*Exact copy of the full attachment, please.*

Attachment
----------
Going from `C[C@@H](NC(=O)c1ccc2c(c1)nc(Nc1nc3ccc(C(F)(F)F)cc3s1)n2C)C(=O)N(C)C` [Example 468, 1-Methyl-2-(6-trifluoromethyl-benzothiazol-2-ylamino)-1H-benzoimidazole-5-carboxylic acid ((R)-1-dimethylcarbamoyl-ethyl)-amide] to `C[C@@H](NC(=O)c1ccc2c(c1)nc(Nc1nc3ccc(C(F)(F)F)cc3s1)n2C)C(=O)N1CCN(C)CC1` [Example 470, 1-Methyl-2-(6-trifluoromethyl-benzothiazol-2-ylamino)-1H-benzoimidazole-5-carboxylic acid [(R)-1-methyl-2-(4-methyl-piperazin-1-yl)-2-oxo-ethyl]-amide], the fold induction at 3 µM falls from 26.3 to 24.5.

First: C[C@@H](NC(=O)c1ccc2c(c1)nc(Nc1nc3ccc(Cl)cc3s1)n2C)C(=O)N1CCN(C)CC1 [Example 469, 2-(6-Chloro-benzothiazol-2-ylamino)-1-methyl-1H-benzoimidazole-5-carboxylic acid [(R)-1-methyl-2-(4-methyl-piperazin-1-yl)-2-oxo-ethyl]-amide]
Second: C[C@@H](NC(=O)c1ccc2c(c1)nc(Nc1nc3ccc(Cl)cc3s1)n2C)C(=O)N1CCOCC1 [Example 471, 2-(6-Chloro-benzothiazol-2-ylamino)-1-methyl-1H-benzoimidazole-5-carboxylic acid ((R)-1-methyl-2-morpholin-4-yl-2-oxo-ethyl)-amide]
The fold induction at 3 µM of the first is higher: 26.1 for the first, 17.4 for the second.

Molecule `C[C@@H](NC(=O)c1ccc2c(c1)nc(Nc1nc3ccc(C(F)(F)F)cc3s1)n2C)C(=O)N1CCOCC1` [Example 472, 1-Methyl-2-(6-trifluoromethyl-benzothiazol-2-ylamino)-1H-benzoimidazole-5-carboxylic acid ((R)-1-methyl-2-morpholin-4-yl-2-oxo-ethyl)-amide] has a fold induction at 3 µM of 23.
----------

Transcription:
Going from `C[C@@H](NC(=O)c1ccc2c(c1)nc(Nc1nc3ccc(C(F)(F)F)cc3s1)n2C)C(=O)N(C)C` [Example 468, 1-Methyl-2-(6-trifluoromethyl-benzothiazol-2-ylamino)-1H-benzoimidazole-5-carboxylic acid ((R)-1-dimethylcarbamoyl-ethyl)-amide] to `C[C@@H](NC(=O)c1ccc2c(c1)nc(Nc1nc3ccc(C(F)(F)F)cc3s1)n2C)C(=O)N1CCN(C)CC1` [Example 470, 1-Methyl-2-(6-trifluoromethyl-benzothiazol-2-ylamino)-1H-benzoimidazole-5-carboxylic acid [(R)-1-methyl-2-(4-methyl-piperazin-1-yl)-2-oxo-ethyl]-amide], the fold induction at 3 µM falls from 26.3 to 24.5.

First: C[C@@H](NC(=O)c1ccc2c(c1)nc(Nc1nc3ccc(Cl)cc3s1)n2C)C(=O)N1CCN(C)CC1 [Example 469, 2-(6-Chloro-benzothiazol-2-ylamino)-1-methyl-1H-benzoimidazole-5-carboxylic acid [(R)-1-methyl-2-(4-methyl-piperazin-1-yl)-2-oxo-ethyl]-amide]
Second: C[C@@H](NC(=O)c1ccc2c(c1)nc(Nc1nc3ccc(Cl)cc3s1)n2C)C(=O)N1CCOCC1 [Example 471, 2-(6-Chloro-benzothiazol-2-ylamino)-1-methyl-1H-benzoimidazole-5-carboxylic acid ((R)-1-methyl-2-morpholin-4-yl-2-oxo-ethyl)-amide]
The fold induction at 3 µM of the first is higher: 26.1 for the first, 17.4 for the second.

Molecule `C[C@@H](NC(=O)c1ccc2c(c1)nc(Nc1nc3ccc(C(F)(F)F)cc3s1)n2C)C(=O)N1CCOCC1` [Example 472, 1-Methyl-2-(6-trifluoromethyl-benzothiazol-2-ylamino)-1H-benzoimidazole-5-carboxylic acid ((R)-1-methyl-2-morpholin-4-yl-2-oxo-ethyl)-amide] has a fold induction at 3 µM of 23.